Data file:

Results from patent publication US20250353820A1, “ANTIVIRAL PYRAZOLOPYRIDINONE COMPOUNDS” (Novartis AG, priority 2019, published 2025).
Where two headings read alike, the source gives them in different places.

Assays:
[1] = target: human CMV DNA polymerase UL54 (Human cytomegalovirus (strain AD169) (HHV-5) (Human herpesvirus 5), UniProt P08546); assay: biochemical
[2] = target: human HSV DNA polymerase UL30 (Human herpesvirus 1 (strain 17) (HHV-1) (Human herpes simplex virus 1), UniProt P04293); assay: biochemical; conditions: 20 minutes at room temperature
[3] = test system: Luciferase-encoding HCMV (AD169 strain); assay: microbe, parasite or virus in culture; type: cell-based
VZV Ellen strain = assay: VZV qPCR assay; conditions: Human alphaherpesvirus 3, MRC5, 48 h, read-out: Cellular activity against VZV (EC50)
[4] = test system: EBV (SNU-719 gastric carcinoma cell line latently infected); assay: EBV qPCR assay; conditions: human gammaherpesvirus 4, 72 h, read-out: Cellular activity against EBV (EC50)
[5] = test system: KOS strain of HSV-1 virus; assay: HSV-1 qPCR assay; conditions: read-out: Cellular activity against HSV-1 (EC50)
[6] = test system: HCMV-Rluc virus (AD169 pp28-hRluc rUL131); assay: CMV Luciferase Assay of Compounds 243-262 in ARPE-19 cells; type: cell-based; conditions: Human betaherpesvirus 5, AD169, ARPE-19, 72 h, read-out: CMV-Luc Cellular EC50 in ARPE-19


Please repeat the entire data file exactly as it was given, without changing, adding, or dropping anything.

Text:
Results from patent publication US20250353820A1, “ANTIVIRAL PYRAZOLOPYRIDINONE COMPOUNDS” (Novartis AG, priority 2019, published 2025).
Where two headings read alike, the source gives them in different places.

Assays:
[1] = target: human CMV DNA polymerase UL54 (Human cytomegalovirus (strain AD169) (HHV-5) (Human herpesvirus 5), UniProt P08546); assay: biochemical
[2] = target: human HSV DNA polymerase UL30 (Human herpesvirus 1 (strain 17) (HHV-1) (Human herpes simplex virus 1), UniProt P04293); assay: biochemical; conditions: 20 minutes at room temperature
[3] = test system: Luciferase-encoding HCMV (AD169 strain); assay: microbe, parasite or virus in culture; type: cell-based
VZV Ellen strain = assay: VZV qPCR assay; conditions: Human alphaherpesvirus 3, MRC5, 48 h, read-out: Cellular activity against VZV (EC50)
[4] = test system: EBV (SNU-719 gastric carcinoma cell line latently infected); assay: EBV qPCR assay; conditions: human gammaherpesvirus 4, 72 h, read-out: Cellular activity against EBV (EC50)
[5] = test system: KOS strain of HSV-1 virus; assay: HSV-1 qPCR assay; conditions: read-out: Cellular activity against HSV-1 (EC50)
[6] = test system: HCMV-Rluc virus (AD169 pp28-hRluc rUL131); assay: CMV Luciferase Assay of Compounds 243-262 in ARPE-19 cells; type: cell-based; conditions: Human betaherpesvirus 5, AD169, ARPE-19, 72 h, read-out: CMV-Luc Cellular EC50 in ARPE-19